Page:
Run For Your Mind: The Significance of Exercise For Teens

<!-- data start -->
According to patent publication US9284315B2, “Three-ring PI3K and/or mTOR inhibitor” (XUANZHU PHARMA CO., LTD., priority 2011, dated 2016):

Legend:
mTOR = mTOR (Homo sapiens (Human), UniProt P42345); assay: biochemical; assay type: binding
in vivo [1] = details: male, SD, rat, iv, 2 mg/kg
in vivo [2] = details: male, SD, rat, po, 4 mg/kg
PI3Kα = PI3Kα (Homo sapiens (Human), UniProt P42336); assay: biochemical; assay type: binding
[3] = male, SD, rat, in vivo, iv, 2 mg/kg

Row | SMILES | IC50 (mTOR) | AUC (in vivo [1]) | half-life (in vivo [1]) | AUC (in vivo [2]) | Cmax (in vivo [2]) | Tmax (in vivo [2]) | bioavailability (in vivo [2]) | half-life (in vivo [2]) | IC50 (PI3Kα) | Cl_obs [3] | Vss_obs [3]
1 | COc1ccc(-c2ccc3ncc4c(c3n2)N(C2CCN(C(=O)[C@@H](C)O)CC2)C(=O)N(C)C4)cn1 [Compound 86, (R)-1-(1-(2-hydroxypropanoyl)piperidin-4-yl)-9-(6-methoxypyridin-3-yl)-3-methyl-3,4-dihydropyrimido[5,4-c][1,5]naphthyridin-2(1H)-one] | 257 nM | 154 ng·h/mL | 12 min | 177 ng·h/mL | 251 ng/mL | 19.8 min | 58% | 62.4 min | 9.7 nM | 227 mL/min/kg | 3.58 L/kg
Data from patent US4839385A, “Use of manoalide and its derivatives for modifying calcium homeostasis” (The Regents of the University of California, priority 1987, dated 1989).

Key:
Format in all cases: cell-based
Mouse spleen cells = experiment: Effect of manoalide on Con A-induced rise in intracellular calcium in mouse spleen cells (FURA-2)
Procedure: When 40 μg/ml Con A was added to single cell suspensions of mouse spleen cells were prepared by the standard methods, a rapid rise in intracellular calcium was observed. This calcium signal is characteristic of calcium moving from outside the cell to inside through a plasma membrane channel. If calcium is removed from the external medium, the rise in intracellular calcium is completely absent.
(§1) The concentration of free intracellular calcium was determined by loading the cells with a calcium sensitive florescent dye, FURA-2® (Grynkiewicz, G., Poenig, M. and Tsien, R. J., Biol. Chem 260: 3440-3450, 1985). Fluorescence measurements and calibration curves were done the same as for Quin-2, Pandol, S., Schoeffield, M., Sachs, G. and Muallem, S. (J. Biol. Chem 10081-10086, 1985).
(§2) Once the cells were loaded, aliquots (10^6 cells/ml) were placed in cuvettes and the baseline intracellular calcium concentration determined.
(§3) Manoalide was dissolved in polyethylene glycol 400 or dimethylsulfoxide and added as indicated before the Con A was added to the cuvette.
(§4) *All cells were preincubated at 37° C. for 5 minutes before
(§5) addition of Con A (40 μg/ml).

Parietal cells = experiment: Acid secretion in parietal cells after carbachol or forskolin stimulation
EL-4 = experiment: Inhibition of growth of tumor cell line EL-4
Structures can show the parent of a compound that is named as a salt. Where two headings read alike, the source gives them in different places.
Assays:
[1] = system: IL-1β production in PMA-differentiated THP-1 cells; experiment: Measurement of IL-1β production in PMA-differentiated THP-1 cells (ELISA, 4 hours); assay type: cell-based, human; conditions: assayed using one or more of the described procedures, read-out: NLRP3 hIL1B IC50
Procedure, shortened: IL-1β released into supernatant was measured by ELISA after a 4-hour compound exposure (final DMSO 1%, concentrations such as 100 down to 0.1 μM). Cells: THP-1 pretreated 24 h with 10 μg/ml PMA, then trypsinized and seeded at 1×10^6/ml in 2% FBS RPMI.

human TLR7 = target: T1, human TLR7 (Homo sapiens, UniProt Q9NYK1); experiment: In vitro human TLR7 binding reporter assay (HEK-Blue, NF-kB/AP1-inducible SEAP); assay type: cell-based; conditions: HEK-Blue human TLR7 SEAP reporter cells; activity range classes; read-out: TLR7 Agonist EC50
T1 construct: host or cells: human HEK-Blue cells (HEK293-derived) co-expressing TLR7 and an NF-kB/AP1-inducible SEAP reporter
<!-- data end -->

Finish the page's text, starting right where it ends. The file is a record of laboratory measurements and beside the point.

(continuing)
By Richard Thompson, DO Pediatric Resident at The University of Texas at Austin Dell Medical SchoolMember, Texas Medical Association Whether it’s from cardio, weight lifting, or simply having fun playing a favorite sport, doctors recommend all teenagers get at least 60 minutes of exercise every day. However, the reality is only 27% of high school students reported getting the recommended amount of physical activity every day, according to the Centers for Disease Control and Prevention (CDC).Most of this exercise should be aerobic in nature, like long-distance running, jogging, walking, biking, or swimming. At least three days of the week should be spent on strengthening muscles and bones, achieved through resistance/weight-bearing exercises such as squats, push-ups, or sit-ups.Why run at all?You may be wondering why experts recommend so much aerobic exercise. Besides helping us look and feel great, cardio activities offer a number of benefits. No one denies that a quick jog can easily release the stress built up after a long day at school. But according to research, there are even deeper reasons why exercising – particularly running – can benefit our overall mental health, not just our physical well-being.Running improves thinking skills by boosting certain proteins in our brains. These proteins can even improve memory.Running preserves brains and prevents diseases later on in life, like Alzheimer’s.Running reduces depression and anxiety, and has been shown to be just as helpful as taking certain medications.Running helps people recover from addiction from things like alcohol, drugs, and smoking.Running even has been shown to boost creativity.How do I start? Starting any exercise regimen is far from easy. Step one is to identify a barrier. Consider all the possible hurdles that keep people from exercising on a regular basis, such as:Busy schedules – due to school, work, home responsibilities, or other extracurricular activities;Lack of access to trails, parks, or gyms in the community; andThe belief that all forms of exercise are unenjoyable.After pinpointing your reason(s) behind not exercising, make a plan. The Community Preventive Services Task Force offers several simple strategies. First, set an achievable goal. An example is to sign up for a short race – try starting with a 5K or 10K distance. Then train with that goal in mind; start shorter jogs and runs and increase your run distance/duration over time. Another strategy can be to join or build a community around physical fitness, whether it’s enrolling in a club sport or finding people around you with similar schedules to train alongside you. Lastly, and perhaps most importantly – reward yourself! After finishing that first 5K, give yourself a few days off.My personal take as a running enthusiast is to first discover an activity you love. I’ll be the first to admit that running is not for everyone. However, cardio can be accomplished in a wide variety of settings such as yoga, cross-fit, swimming, or biking. If you’re starting at ground zero, try several options and choose whichever kind of exercise you prefer. You are much more likely to make a habit out of doing something you love. Once you find that activity, carve out a specific time of the day to do it, and stick with it. You might be surprised to find improvements not only in your physical fitness but also in your mental health.Why is this so important for teenagers?Doctors recommend all teenagers get at least 60 minutes of exercise each day because it can benefit both physical and mental health.Many teens may read this and think, “I’m too young to worry about exercising,” or “I have plenty of time in my life to think about keeping in shape later, when my metabolism slows down.” However, the most important reason why teens should exercise is to proactively prevent health complications in the future – to ultimately prolong their life span. When teens enter puberty, they not only begin to experience physical changes but also significant mental ones. Teens begin to develop an independent mind as they discover their own interests and plan for the future beyond high school. Because of this, teens are especially at risk for depression, anxiety, and other mental health issues.Exercising, even if it is just an hour per day, can make all the difference in setting teens up for a healthier life today and a healthier future, while also helping to protect them from mental illness.
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